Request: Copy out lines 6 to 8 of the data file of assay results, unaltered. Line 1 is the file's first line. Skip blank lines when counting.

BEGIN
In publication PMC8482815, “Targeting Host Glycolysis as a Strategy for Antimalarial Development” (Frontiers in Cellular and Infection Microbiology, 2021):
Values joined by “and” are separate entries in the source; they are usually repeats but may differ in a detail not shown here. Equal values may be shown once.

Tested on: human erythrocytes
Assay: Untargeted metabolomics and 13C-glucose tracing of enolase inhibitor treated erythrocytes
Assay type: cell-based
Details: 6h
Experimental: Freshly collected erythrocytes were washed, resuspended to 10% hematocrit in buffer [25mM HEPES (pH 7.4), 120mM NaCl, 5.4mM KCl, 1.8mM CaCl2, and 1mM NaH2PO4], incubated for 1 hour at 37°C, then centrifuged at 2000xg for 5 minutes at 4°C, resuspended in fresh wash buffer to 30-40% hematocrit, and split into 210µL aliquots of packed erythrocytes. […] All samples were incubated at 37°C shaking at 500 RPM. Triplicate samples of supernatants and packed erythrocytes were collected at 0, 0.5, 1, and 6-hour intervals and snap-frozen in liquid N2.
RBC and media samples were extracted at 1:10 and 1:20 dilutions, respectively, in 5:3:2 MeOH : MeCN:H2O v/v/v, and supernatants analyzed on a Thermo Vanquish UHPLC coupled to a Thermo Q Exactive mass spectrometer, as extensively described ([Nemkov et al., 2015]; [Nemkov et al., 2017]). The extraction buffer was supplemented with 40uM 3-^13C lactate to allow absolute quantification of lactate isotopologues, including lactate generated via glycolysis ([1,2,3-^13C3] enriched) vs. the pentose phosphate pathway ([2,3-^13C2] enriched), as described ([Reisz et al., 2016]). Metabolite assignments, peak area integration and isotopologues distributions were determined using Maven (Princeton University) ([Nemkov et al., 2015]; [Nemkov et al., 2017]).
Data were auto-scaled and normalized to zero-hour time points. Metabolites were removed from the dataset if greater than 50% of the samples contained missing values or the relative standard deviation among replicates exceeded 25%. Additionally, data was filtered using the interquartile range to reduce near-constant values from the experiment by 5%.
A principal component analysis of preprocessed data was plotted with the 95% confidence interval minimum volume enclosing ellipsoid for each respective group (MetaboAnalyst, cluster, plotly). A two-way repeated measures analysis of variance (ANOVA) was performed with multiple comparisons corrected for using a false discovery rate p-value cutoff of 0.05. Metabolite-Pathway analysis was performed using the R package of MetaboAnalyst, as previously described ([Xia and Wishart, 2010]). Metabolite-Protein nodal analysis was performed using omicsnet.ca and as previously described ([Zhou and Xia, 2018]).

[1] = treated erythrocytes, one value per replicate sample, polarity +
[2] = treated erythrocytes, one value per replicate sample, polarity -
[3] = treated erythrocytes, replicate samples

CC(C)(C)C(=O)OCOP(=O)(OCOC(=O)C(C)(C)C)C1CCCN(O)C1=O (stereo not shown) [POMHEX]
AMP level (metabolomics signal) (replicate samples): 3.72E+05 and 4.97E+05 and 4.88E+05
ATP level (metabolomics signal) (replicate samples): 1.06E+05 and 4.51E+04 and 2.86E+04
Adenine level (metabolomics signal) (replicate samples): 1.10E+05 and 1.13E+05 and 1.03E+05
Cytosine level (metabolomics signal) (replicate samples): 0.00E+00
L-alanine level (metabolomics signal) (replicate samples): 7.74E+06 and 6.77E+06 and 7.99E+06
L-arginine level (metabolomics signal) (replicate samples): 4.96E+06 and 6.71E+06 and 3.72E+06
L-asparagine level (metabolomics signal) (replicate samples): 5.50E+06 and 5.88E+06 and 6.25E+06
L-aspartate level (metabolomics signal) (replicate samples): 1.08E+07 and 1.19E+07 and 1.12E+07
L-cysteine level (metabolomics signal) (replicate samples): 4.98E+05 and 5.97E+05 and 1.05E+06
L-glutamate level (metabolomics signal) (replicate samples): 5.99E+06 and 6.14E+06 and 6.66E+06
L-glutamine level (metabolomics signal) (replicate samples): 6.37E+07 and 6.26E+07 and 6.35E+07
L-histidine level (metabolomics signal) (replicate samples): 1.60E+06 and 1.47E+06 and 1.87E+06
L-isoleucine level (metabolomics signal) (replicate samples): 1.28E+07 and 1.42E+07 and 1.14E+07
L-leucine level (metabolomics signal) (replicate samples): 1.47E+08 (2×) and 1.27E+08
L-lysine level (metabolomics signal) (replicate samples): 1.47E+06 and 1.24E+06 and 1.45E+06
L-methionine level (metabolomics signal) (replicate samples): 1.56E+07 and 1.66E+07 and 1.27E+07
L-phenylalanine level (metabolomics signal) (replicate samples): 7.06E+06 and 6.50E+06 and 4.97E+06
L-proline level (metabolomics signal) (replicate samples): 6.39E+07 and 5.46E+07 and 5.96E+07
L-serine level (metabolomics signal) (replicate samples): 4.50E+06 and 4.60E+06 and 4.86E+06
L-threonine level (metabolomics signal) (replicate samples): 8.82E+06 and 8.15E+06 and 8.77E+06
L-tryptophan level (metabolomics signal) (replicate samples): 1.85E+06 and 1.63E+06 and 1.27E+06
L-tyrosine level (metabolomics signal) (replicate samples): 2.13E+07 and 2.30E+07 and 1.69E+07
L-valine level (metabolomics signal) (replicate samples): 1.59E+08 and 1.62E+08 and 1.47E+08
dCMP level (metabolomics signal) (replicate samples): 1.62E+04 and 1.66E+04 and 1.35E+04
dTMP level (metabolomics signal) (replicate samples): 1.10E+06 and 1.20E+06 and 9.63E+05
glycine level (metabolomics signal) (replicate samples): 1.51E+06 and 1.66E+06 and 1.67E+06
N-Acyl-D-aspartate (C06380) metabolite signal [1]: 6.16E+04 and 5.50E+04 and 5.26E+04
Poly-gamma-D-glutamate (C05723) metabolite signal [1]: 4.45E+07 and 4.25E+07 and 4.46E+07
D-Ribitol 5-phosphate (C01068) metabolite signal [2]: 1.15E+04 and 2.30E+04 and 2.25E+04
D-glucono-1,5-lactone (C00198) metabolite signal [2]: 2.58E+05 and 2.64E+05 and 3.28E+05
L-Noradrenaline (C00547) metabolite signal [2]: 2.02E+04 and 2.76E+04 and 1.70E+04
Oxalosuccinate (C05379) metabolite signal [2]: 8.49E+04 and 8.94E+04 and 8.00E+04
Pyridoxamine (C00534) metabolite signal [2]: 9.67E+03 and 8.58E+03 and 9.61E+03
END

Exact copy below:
Details: 6h
Experimental: Freshly collected erythrocytes were washed, resuspended to 10% hematocrit in buffer [25mM HEPES (pH 7.4), 120mM NaCl, 5.4mM KCl, 1.8mM CaCl2, and 1mM NaH2PO4], incubated for 1 hour at 37°C, then centrifuged at 2000xg for 5 minutes at 4°C, resuspended in fresh wash buffer to 30-40% hematocrit, and split into 210µL aliquots of packed erythrocytes. […] All samples were incubated at 37°C shaking at 500 RPM. Triplicate samples of supernatants and packed erythrocytes were collected at 0, 0.5, 1, and 6-hour intervals and snap-frozen in liquid N2.
RBC and media samples were extracted at 1:10 and 1:20 dilutions, respectively, in 5:3:2 MeOH : MeCN:H2O v/v/v, and supernatants analyzed on a Thermo Vanquish UHPLC coupled to a Thermo Q Exactive mass spectrometer, as extensively described ([Nemkov et al., 2015]; [Nemkov et al., 2017]). The extraction buffer was supplemented with 40uM 3-^13C lactate to allow absolute quantification of lactate isotopologues, including lactate generated via glycolysis ([1,2,3-^13C3] enriched) vs. the pentose phosphate pathway ([2,3-^13C2] enriched), as described ([Reisz et al., 2016]). Metabolite assignments, peak area integration and isotopologues distributions were determined using Maven (Princeton University) ([Nemkov et al., 2015]; [Nemkov et al., 2017]).